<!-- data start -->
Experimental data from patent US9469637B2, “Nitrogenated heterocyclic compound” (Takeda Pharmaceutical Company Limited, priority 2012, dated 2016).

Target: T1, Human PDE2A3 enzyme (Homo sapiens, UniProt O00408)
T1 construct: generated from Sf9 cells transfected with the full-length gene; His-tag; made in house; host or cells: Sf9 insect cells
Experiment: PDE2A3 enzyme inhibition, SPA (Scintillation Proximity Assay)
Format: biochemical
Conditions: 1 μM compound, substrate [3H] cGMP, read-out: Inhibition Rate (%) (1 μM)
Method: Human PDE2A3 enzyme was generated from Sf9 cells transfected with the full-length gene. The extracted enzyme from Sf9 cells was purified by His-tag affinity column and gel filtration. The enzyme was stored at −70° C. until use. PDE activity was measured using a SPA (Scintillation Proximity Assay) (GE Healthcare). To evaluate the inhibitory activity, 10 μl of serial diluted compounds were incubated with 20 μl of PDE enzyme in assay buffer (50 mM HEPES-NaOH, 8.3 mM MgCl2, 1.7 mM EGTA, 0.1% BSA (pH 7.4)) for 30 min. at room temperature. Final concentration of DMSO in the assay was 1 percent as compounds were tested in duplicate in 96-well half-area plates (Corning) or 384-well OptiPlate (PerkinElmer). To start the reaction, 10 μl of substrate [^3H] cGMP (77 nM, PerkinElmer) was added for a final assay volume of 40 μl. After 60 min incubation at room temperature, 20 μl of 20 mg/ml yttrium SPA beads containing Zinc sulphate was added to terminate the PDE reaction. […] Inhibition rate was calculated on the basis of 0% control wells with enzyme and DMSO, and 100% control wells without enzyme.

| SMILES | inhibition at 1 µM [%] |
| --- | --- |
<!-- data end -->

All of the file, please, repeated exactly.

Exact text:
Experimental data from patent US9469637B2, “Nitrogenated heterocyclic compound” (Takeda Pharmaceutical Company Limited, priority 2012, dated 2016).

Target: T1, Human PDE2A3 enzyme (Homo sapiens, UniProt O00408)
T1 construct: generated from Sf9 cells transfected with the full-length gene; His-tag; made in house; host or cells: Sf9 insect cells
Experiment: PDE2A3 enzyme inhibition, SPA (Scintillation Proximity Assay)
Format: biochemical
Conditions: 1 μM compound, substrate [3H] cGMP, read-out: Inhibition Rate (%) (1 μM)
Method: Human PDE2A3 enzyme was generated from Sf9 cells transfected with the full-length gene. The extracted enzyme from Sf9 cells was purified by His-tag affinity column and gel filtration. The enzyme was stored at −70° C. until use. PDE activity was measured using a SPA (Scintillation Proximity Assay) (GE Healthcare). To evaluate the inhibitory activity, 10 μl of serial diluted compounds were incubated with 20 μl of PDE enzyme in assay buffer (50 mM HEPES-NaOH, 8.3 mM MgCl2, 1.7 mM EGTA, 0.1% BSA (pH 7.4)) for 30 min. at room temperature. Final concentration of DMSO in the assay was 1 percent as compounds were tested in duplicate in 96-well half-area plates (Corning) or 384-well OptiPlate (PerkinElmer). To start the reaction, 10 μl of substrate [^3H] cGMP (77 nM, PerkinElmer) was added for a final assay volume of 40 μl. After 60 min incubation at room temperature, 20 μl of 20 mg/ml yttrium SPA beads containing Zinc sulphate was added to terminate the PDE reaction. […] Inhibition rate was calculated on the basis of 0% control wells with enzyme and DMSO, and 100% control wells without enzyme.

| SMILES | inhibition at 1 µM [%] |
| --- | --- |